FEATHERBEDDING: Make-Work Imperils Economic Growth

When Rock Island railroadmen complained about their corncob-filled caboose mattresses half a century ago, they unknowingly baptized a working practice that is as old as man's labor and as fresh as this week's news. Chided the trainmaster: "What do you want—featherbeds?" Since then, featherbedding—the purposeful slowing down or spreading out of work to make jobs—has become one of the most emotion-packed points of dispute between U.S.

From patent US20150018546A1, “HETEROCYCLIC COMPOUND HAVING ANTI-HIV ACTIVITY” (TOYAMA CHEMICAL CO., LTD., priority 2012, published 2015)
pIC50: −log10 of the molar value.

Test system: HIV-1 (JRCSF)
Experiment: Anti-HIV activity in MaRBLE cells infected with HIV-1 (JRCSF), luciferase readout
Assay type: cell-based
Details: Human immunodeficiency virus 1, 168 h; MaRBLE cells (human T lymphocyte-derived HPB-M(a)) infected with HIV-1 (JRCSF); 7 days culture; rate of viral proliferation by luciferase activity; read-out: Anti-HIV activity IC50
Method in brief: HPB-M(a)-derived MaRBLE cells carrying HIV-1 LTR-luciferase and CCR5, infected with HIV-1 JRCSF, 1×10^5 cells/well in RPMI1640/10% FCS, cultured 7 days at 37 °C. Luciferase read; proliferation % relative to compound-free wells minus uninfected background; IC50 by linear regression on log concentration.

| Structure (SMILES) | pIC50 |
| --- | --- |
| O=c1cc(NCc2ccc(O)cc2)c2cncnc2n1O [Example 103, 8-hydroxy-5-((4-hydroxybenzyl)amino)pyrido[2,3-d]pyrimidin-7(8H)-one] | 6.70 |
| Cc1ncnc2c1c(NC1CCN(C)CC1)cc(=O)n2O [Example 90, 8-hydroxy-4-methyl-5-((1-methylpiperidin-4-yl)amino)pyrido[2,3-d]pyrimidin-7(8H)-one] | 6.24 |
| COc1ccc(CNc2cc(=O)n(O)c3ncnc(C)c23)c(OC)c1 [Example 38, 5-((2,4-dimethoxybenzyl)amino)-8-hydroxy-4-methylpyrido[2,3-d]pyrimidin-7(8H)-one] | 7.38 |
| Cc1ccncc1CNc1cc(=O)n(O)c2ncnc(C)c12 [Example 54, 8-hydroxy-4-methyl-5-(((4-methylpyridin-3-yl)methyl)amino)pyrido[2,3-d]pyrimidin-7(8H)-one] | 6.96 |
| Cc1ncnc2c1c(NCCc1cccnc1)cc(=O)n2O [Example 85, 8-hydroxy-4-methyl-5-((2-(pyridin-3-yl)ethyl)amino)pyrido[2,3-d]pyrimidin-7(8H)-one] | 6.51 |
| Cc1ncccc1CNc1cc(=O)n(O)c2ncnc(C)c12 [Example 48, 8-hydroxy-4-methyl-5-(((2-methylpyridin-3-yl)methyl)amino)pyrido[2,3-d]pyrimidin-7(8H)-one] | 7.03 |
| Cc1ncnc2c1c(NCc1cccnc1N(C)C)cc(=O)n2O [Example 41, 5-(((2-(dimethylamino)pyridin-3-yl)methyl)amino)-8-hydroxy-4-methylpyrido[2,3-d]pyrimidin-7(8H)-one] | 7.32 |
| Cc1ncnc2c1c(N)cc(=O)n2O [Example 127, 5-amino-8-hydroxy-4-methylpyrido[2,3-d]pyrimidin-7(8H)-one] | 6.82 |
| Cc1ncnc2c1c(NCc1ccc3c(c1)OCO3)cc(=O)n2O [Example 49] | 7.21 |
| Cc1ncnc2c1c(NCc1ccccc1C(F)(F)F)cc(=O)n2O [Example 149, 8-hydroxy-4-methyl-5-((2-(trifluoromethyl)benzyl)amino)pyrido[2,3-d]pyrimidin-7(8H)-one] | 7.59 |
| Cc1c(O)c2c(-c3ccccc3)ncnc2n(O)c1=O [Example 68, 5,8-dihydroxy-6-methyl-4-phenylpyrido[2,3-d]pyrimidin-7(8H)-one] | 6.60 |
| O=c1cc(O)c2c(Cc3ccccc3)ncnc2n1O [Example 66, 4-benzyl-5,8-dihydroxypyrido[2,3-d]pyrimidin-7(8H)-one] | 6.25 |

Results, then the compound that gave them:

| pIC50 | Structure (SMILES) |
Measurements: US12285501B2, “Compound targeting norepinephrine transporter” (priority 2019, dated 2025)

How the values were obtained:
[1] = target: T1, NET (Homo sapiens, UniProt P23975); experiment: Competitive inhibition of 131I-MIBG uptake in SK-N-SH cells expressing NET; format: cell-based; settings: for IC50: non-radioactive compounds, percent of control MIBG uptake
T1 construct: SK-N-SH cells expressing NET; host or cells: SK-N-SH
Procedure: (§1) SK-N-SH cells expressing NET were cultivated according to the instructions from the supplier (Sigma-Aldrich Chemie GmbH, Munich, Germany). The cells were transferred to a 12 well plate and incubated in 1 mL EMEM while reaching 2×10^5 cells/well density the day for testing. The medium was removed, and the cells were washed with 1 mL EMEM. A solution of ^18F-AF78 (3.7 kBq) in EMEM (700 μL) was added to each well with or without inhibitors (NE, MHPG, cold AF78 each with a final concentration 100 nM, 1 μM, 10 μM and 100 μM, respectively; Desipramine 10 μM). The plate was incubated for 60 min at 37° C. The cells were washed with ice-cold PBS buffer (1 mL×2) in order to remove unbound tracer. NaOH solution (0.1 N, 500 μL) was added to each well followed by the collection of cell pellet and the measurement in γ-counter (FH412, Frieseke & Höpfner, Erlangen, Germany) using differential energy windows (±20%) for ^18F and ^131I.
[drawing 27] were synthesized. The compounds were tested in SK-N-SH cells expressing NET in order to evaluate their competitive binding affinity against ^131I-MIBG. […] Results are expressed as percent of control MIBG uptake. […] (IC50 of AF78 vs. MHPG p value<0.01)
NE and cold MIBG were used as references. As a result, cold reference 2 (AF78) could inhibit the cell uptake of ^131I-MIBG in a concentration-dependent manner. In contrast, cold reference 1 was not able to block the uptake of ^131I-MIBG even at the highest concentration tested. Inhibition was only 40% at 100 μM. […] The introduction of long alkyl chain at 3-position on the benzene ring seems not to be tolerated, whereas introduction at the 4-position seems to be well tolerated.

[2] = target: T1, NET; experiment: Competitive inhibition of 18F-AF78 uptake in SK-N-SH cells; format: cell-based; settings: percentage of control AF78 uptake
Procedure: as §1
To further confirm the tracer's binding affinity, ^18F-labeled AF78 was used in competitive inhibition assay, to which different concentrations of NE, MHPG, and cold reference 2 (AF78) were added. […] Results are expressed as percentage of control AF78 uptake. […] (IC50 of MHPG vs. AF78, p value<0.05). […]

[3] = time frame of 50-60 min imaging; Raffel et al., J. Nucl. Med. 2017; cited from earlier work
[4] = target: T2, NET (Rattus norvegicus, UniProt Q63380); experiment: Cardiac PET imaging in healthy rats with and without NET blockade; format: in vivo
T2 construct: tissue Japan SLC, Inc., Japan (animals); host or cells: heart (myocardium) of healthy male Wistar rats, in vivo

management and labor. Today the practice pads U.S. labor costs by more than $1 billion a year, plagues a broad spectrum of industries ranging from...

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